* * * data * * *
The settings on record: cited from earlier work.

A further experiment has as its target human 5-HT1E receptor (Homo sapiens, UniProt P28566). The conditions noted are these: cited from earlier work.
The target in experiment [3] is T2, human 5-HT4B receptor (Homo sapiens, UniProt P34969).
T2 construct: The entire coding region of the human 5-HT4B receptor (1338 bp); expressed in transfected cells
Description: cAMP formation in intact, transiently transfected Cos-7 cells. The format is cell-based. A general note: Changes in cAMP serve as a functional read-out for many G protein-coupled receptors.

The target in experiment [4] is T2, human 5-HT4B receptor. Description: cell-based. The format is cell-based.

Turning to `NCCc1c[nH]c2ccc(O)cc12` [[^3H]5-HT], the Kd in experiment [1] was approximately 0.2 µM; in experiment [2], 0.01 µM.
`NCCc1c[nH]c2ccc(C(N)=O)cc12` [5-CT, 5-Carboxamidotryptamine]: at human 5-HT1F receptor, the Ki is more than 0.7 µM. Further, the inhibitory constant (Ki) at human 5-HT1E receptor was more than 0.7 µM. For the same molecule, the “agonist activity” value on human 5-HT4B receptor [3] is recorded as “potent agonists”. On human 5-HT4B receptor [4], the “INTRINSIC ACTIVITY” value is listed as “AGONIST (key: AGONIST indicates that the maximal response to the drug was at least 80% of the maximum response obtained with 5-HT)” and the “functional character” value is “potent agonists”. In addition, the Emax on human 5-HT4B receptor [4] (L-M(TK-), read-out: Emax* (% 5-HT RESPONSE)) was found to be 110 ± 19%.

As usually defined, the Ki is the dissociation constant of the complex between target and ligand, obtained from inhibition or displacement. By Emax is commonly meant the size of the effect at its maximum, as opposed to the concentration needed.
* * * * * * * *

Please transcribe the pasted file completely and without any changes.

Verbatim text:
The settings on record: cited from earlier work.

A further experiment has as its target human 5-HT1E receptor (Homo sapiens, UniProt P28566). The conditions noted are these: cited from earlier work.
The target in experiment [3] is T2, human 5-HT4B receptor (Homo sapiens, UniProt P34969).
T2 construct: The entire coding region of the human 5-HT4B receptor (1338 bp); expressed in transfected cells
Description: cAMP formation in intact, transiently transfected Cos-7 cells. The format is cell-based. A general note: Changes in cAMP serve as a functional read-out for many G protein-coupled receptors.

The target in experiment [4] is T2, human 5-HT4B receptor. Description: cell-based. The format is cell-based.

Turning to `NCCc1c[nH]c2ccc(O)cc12` [[^3H]5-HT], the Kd in experiment [1] was approximately 0.2 µM; in experiment [2], 0.01 µM.
`NCCc1c[nH]c2ccc(C(N)=O)cc12` [5-CT, 5-Carboxamidotryptamine]: at human 5-HT1F receptor, the Ki is more than 0.7 µM. Further, the inhibitory constant (Ki) at human 5-HT1E receptor was more than 0.7 µM. For the same molecule, the “agonist activity” value on human 5-HT4B receptor [3] is recorded as “potent agonists”. On human 5-HT4B receptor [4], the “INTRINSIC ACTIVITY” value is listed as “AGONIST (key: AGONIST indicates that the maximal response to the drug was at least 80% of the maximum response obtained with 5-HT)” and the “functional character” value is “potent agonists”. In addition, the Emax on human 5-HT4B receptor [4] (L-M(TK-), read-out: Emax* (% 5-HT RESPONSE)) was found to be 110 ± 19%.

As usually defined, the Ki is the dissociation constant of the complex between target and ligand, obtained from inhibition or displacement. By Emax is commonly meant the size of the effect at its maximum, as opposed to the concentration needed.